- Declaration of Principles. The question is whether this qualifies as a concrete issue and whether we should promote early negotiations on it. A good deal of work has been done on possible language and [Page 16] State favors inclusion of such elements as (1) non-intervention in internal affairs, including among members of an alliance, (2) abstention from threat or use of force, (3) respect for the independence and territorial integrity of states, and (4) agreement to settle differences through peaceful means.
Offhand it would seem that if the Russians accept something like this it will be branded as hollow from the outset since they would obviously assert that what they did in Czechoslovakia was compatible with it. If the Russians do not accept it, there will be endless wrangling with no benefit to East-West relations.7
Perhaps the alliance should consider issuing such a statement unilaterally as the basis on which it conducts itself and invite adherence by the East.
But as a negotiating issue this would hardly seem to be suited.8
- Source: National Archives, Nixon Presidential Materials, NSC Files, Box 337, Subject Files, HAK/Richardson Meetings, May–December 1969. Secret. Sent for information. Tabs A–E are attached but not printed.↩
- No record of Kissinger’s meeting with Richardson has been found.↩
- See footnote 4, Document 3.↩
- See footnote 7, Document 5.↩
- Tab D is telegram 165553 to USNATO, September 30. For a summary, see Tab A, Document 5.↩
- Hillenbrand reported to Richardson in an October 21 memorandum: “The NSC Staff is unable to clear on our instructions to Ambassador Ellsworth with regard to European security.” Hillenbrand stated: “The Staff contends that ‘a generally forthcoming attitude’ is not consistent with the President’s policy on an ESC and that we should revise the language to more fully indicate the President’s skepticism and say that ‘we plan to impose no objection to an eventual ESC.’” With regard to the Department’s principal suggestions, balanced force reductions and a Joint Declaration on Principles, Hillenbrand reported that “the Staff feels that we should confine our efforts on BFR to ‘further studies’ and merely reiterate language along the lines of the Reykjavik and Washington Communiqués with regard to BFR.” (National Archives, RG 59, S/S–NSC Files: Lot 80 D 212, NSSM 44, 4/19/69, US Positions for NATO Nuclear Planning Group)↩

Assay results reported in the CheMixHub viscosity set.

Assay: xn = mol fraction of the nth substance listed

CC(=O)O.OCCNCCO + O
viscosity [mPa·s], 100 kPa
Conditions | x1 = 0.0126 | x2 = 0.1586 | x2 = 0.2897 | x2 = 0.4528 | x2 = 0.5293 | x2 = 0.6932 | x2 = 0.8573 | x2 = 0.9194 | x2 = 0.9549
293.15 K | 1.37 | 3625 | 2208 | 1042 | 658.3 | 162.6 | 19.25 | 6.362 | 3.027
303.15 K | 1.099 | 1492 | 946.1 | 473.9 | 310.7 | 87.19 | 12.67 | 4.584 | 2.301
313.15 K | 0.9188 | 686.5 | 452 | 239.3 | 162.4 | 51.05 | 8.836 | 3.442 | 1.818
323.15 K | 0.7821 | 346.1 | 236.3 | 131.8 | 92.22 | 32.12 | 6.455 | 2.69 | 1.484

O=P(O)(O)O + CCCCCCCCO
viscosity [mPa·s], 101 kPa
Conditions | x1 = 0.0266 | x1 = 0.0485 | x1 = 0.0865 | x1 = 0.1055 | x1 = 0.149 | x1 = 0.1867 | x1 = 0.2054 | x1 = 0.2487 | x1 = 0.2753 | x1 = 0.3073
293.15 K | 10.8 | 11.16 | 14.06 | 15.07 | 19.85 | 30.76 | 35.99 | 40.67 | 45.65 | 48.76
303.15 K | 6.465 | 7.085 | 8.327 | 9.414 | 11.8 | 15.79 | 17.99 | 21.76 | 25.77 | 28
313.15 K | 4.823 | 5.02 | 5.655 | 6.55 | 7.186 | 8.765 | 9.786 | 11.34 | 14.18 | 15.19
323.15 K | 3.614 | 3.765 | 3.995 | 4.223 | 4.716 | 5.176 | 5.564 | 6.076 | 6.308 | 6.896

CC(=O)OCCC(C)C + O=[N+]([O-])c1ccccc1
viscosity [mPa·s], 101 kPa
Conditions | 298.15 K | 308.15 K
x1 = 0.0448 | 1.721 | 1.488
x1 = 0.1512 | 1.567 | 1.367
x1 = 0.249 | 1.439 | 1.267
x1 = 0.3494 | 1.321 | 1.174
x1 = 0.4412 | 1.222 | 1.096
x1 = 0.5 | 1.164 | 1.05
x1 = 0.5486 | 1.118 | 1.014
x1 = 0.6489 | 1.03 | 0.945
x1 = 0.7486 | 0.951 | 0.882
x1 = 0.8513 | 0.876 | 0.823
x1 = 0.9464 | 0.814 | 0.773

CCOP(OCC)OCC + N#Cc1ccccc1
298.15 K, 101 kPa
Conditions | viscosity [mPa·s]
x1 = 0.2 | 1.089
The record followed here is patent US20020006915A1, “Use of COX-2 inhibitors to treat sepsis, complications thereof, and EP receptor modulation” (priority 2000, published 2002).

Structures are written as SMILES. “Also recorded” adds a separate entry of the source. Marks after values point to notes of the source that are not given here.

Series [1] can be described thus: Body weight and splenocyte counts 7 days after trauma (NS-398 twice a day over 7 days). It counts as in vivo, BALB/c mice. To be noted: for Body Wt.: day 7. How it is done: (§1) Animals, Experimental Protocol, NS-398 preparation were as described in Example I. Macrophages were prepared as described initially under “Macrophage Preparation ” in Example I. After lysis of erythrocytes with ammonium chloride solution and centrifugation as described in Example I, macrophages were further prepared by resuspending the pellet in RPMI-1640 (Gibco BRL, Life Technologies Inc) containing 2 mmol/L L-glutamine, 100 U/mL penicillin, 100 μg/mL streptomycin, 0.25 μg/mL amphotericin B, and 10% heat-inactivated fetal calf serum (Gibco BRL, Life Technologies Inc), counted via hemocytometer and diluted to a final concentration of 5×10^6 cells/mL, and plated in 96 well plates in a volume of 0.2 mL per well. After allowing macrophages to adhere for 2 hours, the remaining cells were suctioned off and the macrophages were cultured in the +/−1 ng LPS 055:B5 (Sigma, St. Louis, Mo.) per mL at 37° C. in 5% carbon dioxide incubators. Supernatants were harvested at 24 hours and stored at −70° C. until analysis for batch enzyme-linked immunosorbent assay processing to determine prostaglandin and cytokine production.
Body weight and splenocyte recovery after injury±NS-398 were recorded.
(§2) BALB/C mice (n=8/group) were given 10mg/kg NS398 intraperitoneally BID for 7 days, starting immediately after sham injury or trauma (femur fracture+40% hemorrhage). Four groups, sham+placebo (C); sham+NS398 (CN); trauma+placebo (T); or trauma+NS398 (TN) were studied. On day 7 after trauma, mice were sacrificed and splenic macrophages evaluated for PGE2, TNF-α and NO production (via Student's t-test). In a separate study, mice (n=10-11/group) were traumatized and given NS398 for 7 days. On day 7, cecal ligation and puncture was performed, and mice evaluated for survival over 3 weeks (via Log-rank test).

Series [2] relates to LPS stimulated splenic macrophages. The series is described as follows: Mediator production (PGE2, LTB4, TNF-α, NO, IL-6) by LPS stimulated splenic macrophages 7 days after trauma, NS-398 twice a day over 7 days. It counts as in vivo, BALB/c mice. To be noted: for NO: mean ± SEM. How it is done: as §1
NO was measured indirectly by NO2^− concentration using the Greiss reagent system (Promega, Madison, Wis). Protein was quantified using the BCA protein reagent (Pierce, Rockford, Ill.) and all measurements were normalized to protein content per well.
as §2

- In his October 21 memorandum, Hillenbrand wrote that “the NSC Staff appears to feel that the White House believes that such declarations [Joint Declaration on Principles] have little credibility. They recognize, however, that the ‘principles’ idea may have support amongst the Europeans. Therefore, they feel that the current language in the earlier instruction [telegram 165553 to USNATO] is not clear as to whether or not the Allies are to prepare a joint declaration for ‘negotiating’ with the East or merely a document to which the East could adhere if it so wished but which the Allies would use as a basic guide in their day-to-day conduct of relations with the East. (This we can clarify.) The problem, according to the Staff, is that they feel that the White House does not believe that anything we did in this field would preclude the Soviets from pulling another Czechoslovakia or regarding it in any way as impeding their freedom.”↩
- Hillenbrand explained to Richardson in his October 21 memorandum: “While a certain amount of tinkering with language is possible on these various issues, the fact remains that we are far apart on substance. Where we feel that BFR and the Joint Declaration are examples of ‘concrete issues which might lend themselves to fruitful negotiation’ and would, therefore, be something the Allies could, after proper preparation, discuss with the East, the NSC Staff feels that the White House does not wish to move beyond, regarding them as potential concrete issues which require further detailed study. In short, there is a fundamental difference of view.”↩